Hot enough for golf?
July 21, 2006
In July 1996 I played a round of golf at the famous Pebble Beach Golf Links, on the beautiful Monterey Peninsula in northern California.
It was a great experience, not least of which because the weather was so delightful.
The sun burned off the early morning fog, but the temperature never rose above 72 degrees during the entire afternoon. I wore khaki slacks, and for most of the round kept a light sweater vest on against the ocean breezes.
During this past week, however, we had several days of brutal reminders that the Delmarva Peninsula is simply not the Monterey Peninsula, especially in July.
I played in the two-day Member-Member tournament at Shawnee Country Club on July 15-16, and began sweating as soon as I walked toward the driving range at 8 a.m. Saturday morning for the too aptly described warm-up. Several other competitors were already drenched in their own shirts and shorts, after having hit no more than a dozen or so golf balls.
I soon left the range and walked over to the putting green. Beads of sweat ran down my nose as I lined up my putts. The one good thing about that reaction to the warm weather was that the falling drops made it easy to tell if my set-up to the ball was where I wanted it.
We began our first round at 9 a.m., and I changed my golf glove after the second hole. I then began alternating several pairs during the round, in a mostly vain attempt to keep my hands relatively dry in the remarkable heat and humidity.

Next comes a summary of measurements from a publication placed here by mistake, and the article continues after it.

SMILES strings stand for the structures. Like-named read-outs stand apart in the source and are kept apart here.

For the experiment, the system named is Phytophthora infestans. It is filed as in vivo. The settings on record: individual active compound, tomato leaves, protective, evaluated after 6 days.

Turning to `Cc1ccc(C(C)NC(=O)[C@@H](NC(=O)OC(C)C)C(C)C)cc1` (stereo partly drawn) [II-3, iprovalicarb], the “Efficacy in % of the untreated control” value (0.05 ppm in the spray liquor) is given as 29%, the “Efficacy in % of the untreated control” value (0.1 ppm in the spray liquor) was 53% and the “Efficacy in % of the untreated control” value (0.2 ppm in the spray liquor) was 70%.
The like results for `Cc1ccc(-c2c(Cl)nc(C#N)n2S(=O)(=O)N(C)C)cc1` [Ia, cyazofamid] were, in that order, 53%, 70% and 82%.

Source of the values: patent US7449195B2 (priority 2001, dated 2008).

My playing partners and I took every opportunity to drink during the round. We filled our water bottles at every water station, and bought soft drinks from the cart girl every time she drove near us.
Some of us also discussed the distinguishing elements of our golfing experience, compared to Michele Wie, the phenomenal young golfer–other than the fact she’s a far better player, of course.
Apparently we could handle the heat a little better than she did. On July 14, Wie was forced to withdraw from the PGA Tour’s John Deere Classic, near Davenport Iowa, due to a bout with heat exhaustion.
According to a statement attributed to her agent, Ross Berlin, “She suffered a number of different symptoms, including stomach pains, nausea, dizziness and breathing problems which worsened as the round continued.”
Wie’s withdrawal was a shame for the tournament, but it should also serve as a useful reminder of the very real risks golfers face in deciding to play their favorite sport when it’s this hot and humid.
The Rookery’s head golf professional, Butch Holtzclaw, says that his advice for playing in high heat is to “Hide inside, instead” preferably in a cool air-conditioned room.
Otherwise, Cape Region golfers can help ward off heat exhaustion by drinking plenty of non-alcoholic liquids before, during, and after their rounds. If your playing partner begins complaining about dry mouth, exhaustion, or any of the symptoms Wie suffered, he should be escorted out of the sun and off the course. Have him sip some water on the way back to the clubhouse, and make sure he’s safe.
Heat stroke can come on far more quickly than heat exhaustion, and it’s also more serious. Look for dilated pupils, hot, dry, red skin, or if his sweating has stopped, or if he has trouble breathing. It should be treated as an emergency condition, well before the golfer loses consciousness.
In fact, whenever the Cape Region goes through these hot spells, golfers who usually walk their rounds could do themselves and their playing companions a big favor by using a golf cart. Riding instead of walking should help slow down the body’s reaction to playing in hot weather, and will also be really handy in case someone succumbs.
You can always make up for not walking that day when the next cold front mercifully arrives.